Appropriate or appropriation?

Make sure your Halloween costume is not culturally appropriating

By BROOKE KELLER
Staff Writer, UAS Whalesong
Halloween allows people to be whoever or whatever they want to be whether it be a princess, turtle, or block of cheese. However, there is a line when a costume can become cultural appropriation.
James O. Young author of the article Profound Offense and Cultural Appropriation published in the Journal of Aesthetics and Art Criticism, defines cultural appropriation as the taking of something produced by members of one culture by members of another.
Historical knowledge, as well as the individual, is lost when taken from other cultures.
UAS Assistant Professor of Social Sciences Lora Vess said, “An appropriated costume uses caricatures and stereotypes for someone else’s entertainment.”
Although, a costume idea may seem to be honoring a culture, it likely isn’t.
Victoria’s Secret received backlash for cultural appropriation after their 2012 annual fashion show included model Karlie Kloss walking down the runway dressed as a Thanksgiving Native American.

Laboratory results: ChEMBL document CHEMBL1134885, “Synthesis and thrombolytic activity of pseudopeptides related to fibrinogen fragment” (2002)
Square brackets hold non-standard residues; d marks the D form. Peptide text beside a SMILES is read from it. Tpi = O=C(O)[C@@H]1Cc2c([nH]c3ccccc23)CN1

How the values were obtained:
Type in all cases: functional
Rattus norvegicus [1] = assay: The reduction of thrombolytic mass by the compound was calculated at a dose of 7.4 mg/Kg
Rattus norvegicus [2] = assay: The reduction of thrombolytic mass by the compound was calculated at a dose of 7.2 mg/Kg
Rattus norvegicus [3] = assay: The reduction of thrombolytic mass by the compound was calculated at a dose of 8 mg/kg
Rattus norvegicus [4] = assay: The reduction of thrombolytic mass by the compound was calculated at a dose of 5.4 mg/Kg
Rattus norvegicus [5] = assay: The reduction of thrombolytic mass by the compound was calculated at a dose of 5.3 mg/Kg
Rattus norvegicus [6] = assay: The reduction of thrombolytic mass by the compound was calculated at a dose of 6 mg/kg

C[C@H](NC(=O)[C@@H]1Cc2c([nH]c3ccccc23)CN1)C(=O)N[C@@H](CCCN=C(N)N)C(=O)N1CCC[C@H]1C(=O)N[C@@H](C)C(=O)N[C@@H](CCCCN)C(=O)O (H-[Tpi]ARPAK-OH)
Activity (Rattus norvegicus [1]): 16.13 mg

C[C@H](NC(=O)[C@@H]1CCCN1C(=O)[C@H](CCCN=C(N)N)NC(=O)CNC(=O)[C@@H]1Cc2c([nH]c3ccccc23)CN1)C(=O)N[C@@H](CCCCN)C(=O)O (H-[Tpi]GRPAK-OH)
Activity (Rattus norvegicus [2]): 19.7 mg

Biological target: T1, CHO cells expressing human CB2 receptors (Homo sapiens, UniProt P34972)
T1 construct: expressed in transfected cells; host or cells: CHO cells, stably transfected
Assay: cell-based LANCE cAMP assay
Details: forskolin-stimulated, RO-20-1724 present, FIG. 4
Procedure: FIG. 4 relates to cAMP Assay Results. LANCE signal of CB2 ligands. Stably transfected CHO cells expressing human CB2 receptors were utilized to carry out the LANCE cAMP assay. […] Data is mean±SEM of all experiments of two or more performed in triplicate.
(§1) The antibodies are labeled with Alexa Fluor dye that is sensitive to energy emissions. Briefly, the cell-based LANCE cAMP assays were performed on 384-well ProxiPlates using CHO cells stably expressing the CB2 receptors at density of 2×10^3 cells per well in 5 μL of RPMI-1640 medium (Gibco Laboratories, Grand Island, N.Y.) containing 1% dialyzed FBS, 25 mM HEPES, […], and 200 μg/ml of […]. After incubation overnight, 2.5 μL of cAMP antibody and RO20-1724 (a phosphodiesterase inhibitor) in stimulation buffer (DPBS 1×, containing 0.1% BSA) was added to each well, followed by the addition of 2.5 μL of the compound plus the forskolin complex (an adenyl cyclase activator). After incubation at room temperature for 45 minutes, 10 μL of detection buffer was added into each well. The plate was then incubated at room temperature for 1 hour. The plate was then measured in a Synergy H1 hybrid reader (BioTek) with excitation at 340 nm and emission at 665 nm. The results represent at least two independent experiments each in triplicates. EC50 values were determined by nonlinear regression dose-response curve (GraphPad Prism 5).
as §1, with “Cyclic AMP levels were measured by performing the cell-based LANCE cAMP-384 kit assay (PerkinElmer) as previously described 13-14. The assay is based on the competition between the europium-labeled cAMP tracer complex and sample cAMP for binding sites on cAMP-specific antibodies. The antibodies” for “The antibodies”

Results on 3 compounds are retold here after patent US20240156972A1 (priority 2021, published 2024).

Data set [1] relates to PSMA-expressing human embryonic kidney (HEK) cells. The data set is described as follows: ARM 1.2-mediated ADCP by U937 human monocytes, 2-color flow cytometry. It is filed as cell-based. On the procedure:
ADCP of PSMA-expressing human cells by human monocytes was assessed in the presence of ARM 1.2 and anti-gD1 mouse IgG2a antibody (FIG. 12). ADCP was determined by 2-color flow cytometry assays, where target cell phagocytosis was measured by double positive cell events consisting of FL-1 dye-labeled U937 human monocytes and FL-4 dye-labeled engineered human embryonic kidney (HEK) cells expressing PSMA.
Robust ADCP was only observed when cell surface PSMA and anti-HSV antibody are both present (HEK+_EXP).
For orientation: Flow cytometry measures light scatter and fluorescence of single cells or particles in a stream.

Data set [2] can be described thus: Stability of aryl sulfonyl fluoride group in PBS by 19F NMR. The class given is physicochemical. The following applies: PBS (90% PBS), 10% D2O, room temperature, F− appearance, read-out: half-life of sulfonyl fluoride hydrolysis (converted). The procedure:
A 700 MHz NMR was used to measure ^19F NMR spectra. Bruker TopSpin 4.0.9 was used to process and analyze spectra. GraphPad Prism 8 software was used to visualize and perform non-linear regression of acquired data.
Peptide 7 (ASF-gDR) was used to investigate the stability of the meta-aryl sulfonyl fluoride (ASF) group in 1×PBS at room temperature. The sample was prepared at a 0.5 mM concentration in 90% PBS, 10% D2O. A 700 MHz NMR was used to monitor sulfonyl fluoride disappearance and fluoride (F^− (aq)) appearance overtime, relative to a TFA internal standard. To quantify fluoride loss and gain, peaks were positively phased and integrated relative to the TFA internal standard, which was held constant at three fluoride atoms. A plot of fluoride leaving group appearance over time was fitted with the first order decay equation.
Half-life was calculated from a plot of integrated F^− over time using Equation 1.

Kloss wore a floor length headdress, suede bra and panties, high heel moccasins and was dripping in turquoise jewelry. While Victoria’s Secret and Kloss made a public apology, the damage was already done.
Culturally appropriating costumes include sexualizing people of other race, ethnicity and culture but may also include the wearing of bindis, headdresses, sombreros, and black facing.
“People are not costumes and there is no excuse for pretending to be another culture or racial-ethnic group. It shows a disregard for well being of others who maybe don’t look or act like you,” Vess said.
UAS Indigenous student Naawèiyaa Austin Tagaban acknowledges diversity but expresses concern for the culture of native peoples.
“America’s a melting pot, but indigenous people have already had so much taken, and symbols being used is another form of cultural genocide,” Tagaban said.
Coordinator of the Native and Rural Student Center Kolene James stresses the importance of taking into account certain traditional, cultural and spiritual significance that regalia has.
“It is often brought out for ceremony or other sacred times and is not to be used for dress up,” James said. “Sacred symbols, regalia, and icons are not free to use.”
People can dress up as a pancake or a blueberry or look up ideas on Pinterest as James suggests.
This Halloween ask the question, as Vess said, “Would I be embarrassed or ashamed if someone from the group I’m portraying saw me wearing this?”

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